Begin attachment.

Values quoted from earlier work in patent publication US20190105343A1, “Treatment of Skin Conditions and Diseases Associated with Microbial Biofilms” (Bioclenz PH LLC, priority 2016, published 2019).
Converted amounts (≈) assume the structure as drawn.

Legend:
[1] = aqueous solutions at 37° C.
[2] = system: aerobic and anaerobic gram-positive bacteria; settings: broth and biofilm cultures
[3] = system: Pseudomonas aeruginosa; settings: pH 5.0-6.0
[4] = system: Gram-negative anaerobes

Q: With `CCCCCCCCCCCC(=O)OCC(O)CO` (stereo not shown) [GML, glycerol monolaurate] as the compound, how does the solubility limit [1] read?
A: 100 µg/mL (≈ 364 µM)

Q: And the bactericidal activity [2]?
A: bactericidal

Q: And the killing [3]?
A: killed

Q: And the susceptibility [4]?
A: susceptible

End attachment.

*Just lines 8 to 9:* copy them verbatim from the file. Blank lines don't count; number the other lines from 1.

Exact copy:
Q: With `CCCCCCCCCCCC(=O)OCC(O)CO` (stereo not shown) [GML, glycerol monolaurate] as the compound, how does the solubility limit [1] read?
A: 100 µg/mL (≈ 364 µM)